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Prosecutor describes fatal Boy Scout crash as a 'horror show'

Opening arguments began in Riverhead on Tuesday in the trial of Thomas Murphy, 60, charged with driving drunk and mowing down a row of Boy Scouts on a hike after a morning of drinking vodka on a golf course. Murphy's attorney, Steve Politi, met with the media to talk about the defense. (Credit: James Carbone; Photo Credit: McMorris family)

A Holbrook man caused “a completely unnecessary and avoidable horror show" when he got behind the wheel after a morning of drinking vodka on the golf course and killed a 12-year-old boy by crashing into a group of Boy Scouts, Suffolk prosecutors said Tuesday.

But the defense attorney for Thomas Murphy described the Sept. 30, 2018, crash in Manorville as a tragic accident that was caused by a group of "poorly supervised" Scouts who wandered onto an unmarked section of roadway. 

Supporters and family members of both the driver and the victims packed the Riverhead courtroom Tuesday as Murphy's trial began with heartbreaking details from the crash that killed Andrew McMorris of Wading River and injured three others.

Murphy has pleaded not guilty to a 16-count indictment charging him with aggravated vehicular homicide, assault and driving while intoxicated. If convicted, he faces 8 1/3 to 25 years in prison.

Assistant District Attorney Raymond Varuolo described the crash as a "nightmare" in which young bodies were left mangled after being sent airborne off Murphy's vehicle. He said Murphy, who disregarded offers from a golfing buddy for a ride home from the course, was alone responsible for the collision.

"This is a crash. It was not an accident," Varuolo said. "Accidents are avoidable. Accidents didn't have to happen."

Alisa McMorris, Andrew's mother, sat in the front row listening intently and occasionally wiping away tears.

"It's 407 days since that man took my baby's life, and today begins that awful journey into reliving the nightmare over and over again," McMorris told reporters.

Steven Politi, Murphy's defense attorney does not dispute that Murphy's 2016 Mercedes-Benz collided with the Boy Scouts from Troop 161.

But in his opening argument, Politi said prosecutors deliberately "omitted" key details from the case, including the absence of photos and videos from Murphy's interview with the police and conflicting details about the precise location of the boys. He contends the Scouts ventured into the middle of the road — which prosecutors deny — and that Murphy's vision was impaired not by alcohol but by the direction of the roadway and by another vehicle.

"This is an unimaginable tragedy," said Politi, who urged the jury of seven men and five women to disregard their instincts to sympathize with the victims. "But don't compound the tragedy by convicting an innocent man."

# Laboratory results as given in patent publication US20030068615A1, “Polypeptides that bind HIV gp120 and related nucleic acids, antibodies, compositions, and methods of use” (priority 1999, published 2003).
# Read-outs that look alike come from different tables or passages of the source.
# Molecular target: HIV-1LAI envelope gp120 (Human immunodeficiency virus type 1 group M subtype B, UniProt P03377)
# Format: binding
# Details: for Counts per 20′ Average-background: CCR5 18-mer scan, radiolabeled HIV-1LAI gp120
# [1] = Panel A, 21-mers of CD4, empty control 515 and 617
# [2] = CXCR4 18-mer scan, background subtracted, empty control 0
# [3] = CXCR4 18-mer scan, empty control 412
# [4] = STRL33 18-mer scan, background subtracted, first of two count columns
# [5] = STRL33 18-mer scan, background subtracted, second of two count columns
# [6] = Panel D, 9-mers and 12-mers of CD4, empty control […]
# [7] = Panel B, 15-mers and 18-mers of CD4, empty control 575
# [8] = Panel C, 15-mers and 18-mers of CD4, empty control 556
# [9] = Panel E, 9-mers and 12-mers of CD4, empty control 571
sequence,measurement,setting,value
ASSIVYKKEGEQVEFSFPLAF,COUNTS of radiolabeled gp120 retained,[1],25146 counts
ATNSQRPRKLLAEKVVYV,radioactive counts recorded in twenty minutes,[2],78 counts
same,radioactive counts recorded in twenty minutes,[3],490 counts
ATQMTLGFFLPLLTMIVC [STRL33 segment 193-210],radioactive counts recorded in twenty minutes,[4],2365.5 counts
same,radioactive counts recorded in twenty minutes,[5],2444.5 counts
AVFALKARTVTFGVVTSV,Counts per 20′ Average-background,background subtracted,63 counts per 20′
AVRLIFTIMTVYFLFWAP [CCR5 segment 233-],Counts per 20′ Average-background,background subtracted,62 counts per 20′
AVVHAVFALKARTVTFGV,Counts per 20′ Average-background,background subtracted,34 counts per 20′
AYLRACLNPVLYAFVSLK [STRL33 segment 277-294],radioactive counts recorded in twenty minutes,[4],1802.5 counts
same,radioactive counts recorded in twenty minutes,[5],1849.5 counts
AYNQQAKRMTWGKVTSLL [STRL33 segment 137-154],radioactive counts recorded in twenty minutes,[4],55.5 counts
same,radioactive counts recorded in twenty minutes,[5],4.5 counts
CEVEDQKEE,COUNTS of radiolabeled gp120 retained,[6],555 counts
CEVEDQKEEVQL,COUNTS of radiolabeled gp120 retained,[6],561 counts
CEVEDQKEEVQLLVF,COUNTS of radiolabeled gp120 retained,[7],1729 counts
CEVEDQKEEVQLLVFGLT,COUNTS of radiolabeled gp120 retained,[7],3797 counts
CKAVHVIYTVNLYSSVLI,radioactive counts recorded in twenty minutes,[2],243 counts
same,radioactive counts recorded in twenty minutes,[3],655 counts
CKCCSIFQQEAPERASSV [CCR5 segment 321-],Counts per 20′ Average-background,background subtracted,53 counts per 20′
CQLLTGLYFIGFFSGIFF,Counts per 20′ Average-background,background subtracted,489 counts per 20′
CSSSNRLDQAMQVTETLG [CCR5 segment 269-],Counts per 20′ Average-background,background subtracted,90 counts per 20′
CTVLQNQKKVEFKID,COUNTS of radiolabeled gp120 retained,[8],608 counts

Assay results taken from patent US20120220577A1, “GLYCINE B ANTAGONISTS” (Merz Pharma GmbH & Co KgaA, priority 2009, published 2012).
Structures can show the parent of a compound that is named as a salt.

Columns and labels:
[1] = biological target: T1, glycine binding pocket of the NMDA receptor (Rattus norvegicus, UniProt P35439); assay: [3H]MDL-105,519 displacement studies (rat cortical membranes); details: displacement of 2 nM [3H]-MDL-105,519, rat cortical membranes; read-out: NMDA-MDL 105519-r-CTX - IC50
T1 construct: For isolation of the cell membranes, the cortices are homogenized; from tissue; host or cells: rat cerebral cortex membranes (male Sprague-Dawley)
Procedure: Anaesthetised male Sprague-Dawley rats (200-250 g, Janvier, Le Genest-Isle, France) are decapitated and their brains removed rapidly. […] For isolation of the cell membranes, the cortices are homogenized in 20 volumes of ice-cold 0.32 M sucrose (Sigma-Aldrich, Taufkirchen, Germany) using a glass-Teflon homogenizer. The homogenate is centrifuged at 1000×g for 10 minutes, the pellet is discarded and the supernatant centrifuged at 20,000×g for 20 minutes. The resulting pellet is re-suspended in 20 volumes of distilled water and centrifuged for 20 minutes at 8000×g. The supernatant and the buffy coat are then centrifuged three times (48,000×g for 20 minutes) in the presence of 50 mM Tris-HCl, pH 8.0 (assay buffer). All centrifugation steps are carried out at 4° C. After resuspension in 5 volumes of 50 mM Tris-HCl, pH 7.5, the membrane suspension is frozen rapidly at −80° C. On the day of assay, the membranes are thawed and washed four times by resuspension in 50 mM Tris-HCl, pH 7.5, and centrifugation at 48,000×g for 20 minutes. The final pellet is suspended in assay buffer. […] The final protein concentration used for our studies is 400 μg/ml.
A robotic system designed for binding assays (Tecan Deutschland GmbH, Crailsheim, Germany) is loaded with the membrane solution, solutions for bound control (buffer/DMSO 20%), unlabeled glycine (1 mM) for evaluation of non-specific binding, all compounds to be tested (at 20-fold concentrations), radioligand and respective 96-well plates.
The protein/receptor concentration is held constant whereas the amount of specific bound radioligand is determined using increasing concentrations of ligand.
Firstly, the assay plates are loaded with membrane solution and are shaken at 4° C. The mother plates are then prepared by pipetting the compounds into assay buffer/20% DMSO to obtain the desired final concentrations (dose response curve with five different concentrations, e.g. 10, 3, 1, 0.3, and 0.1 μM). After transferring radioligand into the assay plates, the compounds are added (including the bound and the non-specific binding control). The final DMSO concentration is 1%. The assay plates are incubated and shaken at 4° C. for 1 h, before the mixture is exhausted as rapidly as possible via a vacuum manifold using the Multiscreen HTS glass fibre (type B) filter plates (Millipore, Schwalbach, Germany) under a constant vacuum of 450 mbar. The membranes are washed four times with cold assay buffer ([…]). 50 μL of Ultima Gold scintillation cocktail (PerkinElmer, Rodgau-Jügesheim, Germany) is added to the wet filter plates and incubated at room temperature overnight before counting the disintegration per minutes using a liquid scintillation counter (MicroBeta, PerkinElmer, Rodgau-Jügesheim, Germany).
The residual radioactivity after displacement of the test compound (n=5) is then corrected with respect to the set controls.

Politi told reporters that Murphy was "100 percent" not legally intoxicated at the time of the crash. 

Prosecutors contend Murphy began downing vodka after arriving at the Swan Lake Golf Course in Manorville around 9 a.m., eventually foregoing the round to focus on drinking and shooting videos on his smartphone.

Varuolo said Murphy's golfing companion, a longtime friend, offered on two occasions to drive him home. But Murphy refused, rolling up the windows of his vehicle and driving off. 

"As soon as he rolled up the windows, he sealed the Boy Scouts' fate," Varuolo said.

A mile and a half from the clubhouse, Murphy drove off David Terry Road and plowed into the Scouts who were on a 20-mile hike, "tossing them like a rag doll," Varuolo said.

Murphy’s first words after the crash, prosecutors said, was an expletive, followed by "I'm in trouble."

He refused a Breathalyzer test at the scene, prosecutors said, and when his blood was drawn hours later after a warrant was obtained, it registered 0.13 blood alcohol content. Forensic toxicologists estimate it was 0.19% at the time of the crash — more than double the legal standard of 0.08%. Politi contends Murphy passed a field sobriety test, which prosecutors deny.  

McMorris died 14 hours after the crash while Thomas Lane, of Shoreham, his older brother Denis Lane and Kaden Lynch of Calverton suffered serious injuries. Politi said the specifics of the victim's injuries and their recovery are "not important and have no bearing on the facts of the case."

Murphy initially apologized for the crash and indicated he would take responsibility for his actions. But after Murphy changed attorneys, Politi was able to successfully exclude the statements from evidence.

Politi promised to present conflicting details of the crash, including a nearly 20-foot spot on the roadway near the crash without a fog lane that would protect pedestrians. He also contends that a lead detective in the case lives near families of two of the injured boys, creating a potential conflict of interest.

"This was never a fair investigation," Politi said.

The jury Tuesday also heard from a Suffolk police dispatcher and multiple 911 calls from Boy Scout leaders and passersby who frantically sought help.

Anthony Higgins, 12, testified he was standing less than six feet from McMorris on the shoulder of the roadway at the time of the crash. He described being "stunned" and wishing he could have saved his friend.

During cross-examination, Politi responded that the seventh-grader was "close enough that you could have pulled him" from the oncoming car. The remark sparked audible gasps from the gallery. 

The trial is expected to last up to five weeks. 

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